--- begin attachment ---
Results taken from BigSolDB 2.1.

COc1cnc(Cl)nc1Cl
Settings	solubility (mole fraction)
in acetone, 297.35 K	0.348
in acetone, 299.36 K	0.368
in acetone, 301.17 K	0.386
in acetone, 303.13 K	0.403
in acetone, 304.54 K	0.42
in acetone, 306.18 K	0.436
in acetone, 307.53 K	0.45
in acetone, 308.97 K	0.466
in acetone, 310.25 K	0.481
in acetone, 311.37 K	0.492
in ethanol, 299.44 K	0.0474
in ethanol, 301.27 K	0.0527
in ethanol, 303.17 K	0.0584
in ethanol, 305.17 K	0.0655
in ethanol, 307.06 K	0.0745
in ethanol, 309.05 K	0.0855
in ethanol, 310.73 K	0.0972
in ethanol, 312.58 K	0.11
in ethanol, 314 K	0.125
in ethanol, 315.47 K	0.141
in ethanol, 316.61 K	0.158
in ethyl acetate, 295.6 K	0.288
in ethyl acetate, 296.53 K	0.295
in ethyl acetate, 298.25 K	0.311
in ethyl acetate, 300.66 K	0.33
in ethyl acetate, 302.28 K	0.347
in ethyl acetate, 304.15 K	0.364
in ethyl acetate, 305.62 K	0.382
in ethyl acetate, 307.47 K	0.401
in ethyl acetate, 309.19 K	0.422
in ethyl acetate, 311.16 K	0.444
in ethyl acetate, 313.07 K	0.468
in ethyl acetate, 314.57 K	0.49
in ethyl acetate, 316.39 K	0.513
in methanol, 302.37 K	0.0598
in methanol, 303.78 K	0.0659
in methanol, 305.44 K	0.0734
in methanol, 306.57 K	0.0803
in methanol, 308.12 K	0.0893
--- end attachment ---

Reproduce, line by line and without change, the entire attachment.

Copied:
Results taken from BigSolDB 2.1.

COc1cnc(Cl)nc1Cl
Settings	solubility (mole fraction)
in acetone, 297.35 K	0.348
in acetone, 299.36 K	0.368
in acetone, 301.17 K	0.386
in acetone, 303.13 K	0.403
in acetone, 304.54 K	0.42
in acetone, 306.18 K	0.436
in acetone, 307.53 K	0.45
in acetone, 308.97 K	0.466
in acetone, 310.25 K	0.481
in acetone, 311.37 K	0.492
in ethanol, 299.44 K	0.0474
in ethanol, 301.27 K	0.0527
in ethanol, 303.17 K	0.0584
in ethanol, 305.17 K	0.0655
in ethanol, 307.06 K	0.0745
in ethanol, 309.05 K	0.0855
in ethanol, 310.73 K	0.0972
in ethanol, 312.58 K	0.11
in ethanol, 314 K	0.125
in ethanol, 315.47 K	0.141
in ethanol, 316.61 K	0.158
in ethyl acetate, 295.6 K	0.288
in ethyl acetate, 296.53 K	0.295
in ethyl acetate, 298.25 K	0.311
in ethyl acetate, 300.66 K	0.33
in ethyl acetate, 302.28 K	0.347
in ethyl acetate, 304.15 K	0.364
in ethyl acetate, 305.62 K	0.382
in ethyl acetate, 307.47 K	0.401
in ethyl acetate, 309.19 K	0.422
in ethyl acetate, 311.16 K	0.444
in ethyl acetate, 313.07 K	0.468
in ethyl acetate, 314.57 K	0.49
in ethyl acetate, 316.39 K	0.513
in methanol, 302.37 K	0.0598
in methanol, 303.78 K	0.0659
in methanol, 305.44 K	0.0734
in methanol, 306.57 K	0.0803
in methanol, 308.12 K	0.0893